The good news is that it's easy to disable pingbacks on your posts going forward by clicking the option under the “Discussion" section of your settings. To disable pingbacks on older posts, use the Bulk Edit Post feature and choose “Do Not Allow" for pings.

These adjustments won't break the links you've earned on other sites; they'll just remove the notifications. And if you want to keep tabs on these mentions, you can always use tools like Google Alerts. There's no need to weigh down your site in the process.

4. Get rid of superfluous plugins

It's easy to get plugin-happy when building your WordPress site. There are so many options for plugins that can improve the user experience and even the management process. But if you keep enabling plugins, before you know it, your site will be overwhelmed with tons of extra code to carry.

That's why it's important to only choose plugins that are lightweight. The ShareThis plugin for WordPress, for example, is lightning-fast, customizable, and mobile-optimized.

It's also important to audit your plugins and make sure that each one is serving a crucial purpose. In fact, there's a plugin for that! The P3 Profiler will find plugins that slow down your site's loading time. And the Plugin Organizer can help you enable plugins only on certain pages so they won't bog down the rest of your site.

5. Limit post revisions

WordPress automatically saves revisions while you're writing content for your site pages. And that's great! It helps ensure that you never lose your work. However, it also means that your database can quickly fill up with revisions that no one needs anymore.

The solution is simple. Use the Revision Control plugin to set a cap on how many revisions are saved; two or three is a good start. Or you can add this short line of code to your wp-config.php file:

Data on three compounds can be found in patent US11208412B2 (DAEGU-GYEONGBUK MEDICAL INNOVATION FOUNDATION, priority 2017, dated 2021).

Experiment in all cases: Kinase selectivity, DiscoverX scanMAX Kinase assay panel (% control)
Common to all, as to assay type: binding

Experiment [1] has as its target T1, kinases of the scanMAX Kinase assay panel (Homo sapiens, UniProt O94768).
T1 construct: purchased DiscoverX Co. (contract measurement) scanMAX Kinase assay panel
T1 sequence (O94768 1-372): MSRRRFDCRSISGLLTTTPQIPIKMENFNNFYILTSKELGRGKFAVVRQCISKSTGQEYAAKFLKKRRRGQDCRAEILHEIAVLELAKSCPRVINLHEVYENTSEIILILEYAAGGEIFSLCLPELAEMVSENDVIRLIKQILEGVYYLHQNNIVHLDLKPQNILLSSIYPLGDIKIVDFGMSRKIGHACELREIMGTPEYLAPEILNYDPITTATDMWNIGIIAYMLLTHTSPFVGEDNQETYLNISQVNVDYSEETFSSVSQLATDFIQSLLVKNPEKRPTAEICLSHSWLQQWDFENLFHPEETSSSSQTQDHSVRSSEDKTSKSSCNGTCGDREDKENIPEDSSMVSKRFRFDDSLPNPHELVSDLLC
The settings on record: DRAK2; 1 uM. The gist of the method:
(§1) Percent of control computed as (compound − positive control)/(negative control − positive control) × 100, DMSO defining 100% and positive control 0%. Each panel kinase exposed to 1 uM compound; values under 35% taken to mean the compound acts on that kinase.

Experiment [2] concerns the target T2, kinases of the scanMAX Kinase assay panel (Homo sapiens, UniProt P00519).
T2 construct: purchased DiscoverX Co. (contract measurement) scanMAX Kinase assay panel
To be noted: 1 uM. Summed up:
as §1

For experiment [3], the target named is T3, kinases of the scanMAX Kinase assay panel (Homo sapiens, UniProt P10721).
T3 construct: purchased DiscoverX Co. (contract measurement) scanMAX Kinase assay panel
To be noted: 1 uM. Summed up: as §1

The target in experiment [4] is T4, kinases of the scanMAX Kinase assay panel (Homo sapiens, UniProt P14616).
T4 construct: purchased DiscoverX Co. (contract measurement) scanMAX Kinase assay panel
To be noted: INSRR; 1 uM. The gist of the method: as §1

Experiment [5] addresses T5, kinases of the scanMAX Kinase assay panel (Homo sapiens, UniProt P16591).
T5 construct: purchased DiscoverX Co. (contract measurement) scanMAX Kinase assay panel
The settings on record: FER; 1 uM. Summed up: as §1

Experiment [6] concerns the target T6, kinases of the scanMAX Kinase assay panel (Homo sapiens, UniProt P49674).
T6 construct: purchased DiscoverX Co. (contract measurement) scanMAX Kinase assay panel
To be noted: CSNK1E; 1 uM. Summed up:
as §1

define( 'WP_POST_REVISIONS', 4 );

Adjust the number based on how many revisions you want WordPress to save.

Building a lightweight and lightning-fast site

WordPress code is a double-edged sword: You need it to run your site, but the more you have, the slower that site will run.

That's why it's crucial to be smart about the framework and backend of your site: Pick a theme that's not full of flashy widgets, cut back on post revisions, and choose only the plugins that really matter.

These are just a few small steps you can take right now to keep your site running smoothly and your visitors engaged.

For a full in-depth read on speeding up your WordPress site, checkout our full post guide on site speed optimization. To offer clients secure, light-ning fast WordPress sites hoste don the Google Cloud platform, checkout Vendasta's Website Pro!

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About the Author

Paul Lentz is the former SVP of Publisher & Business Operations at ShareThis, responsible for all aspects of growing and sustaining Publisher Network. When not doing what he can to support the publishers, he's taking a break from digital devices and experiencing nature through skiing, hiking, and running.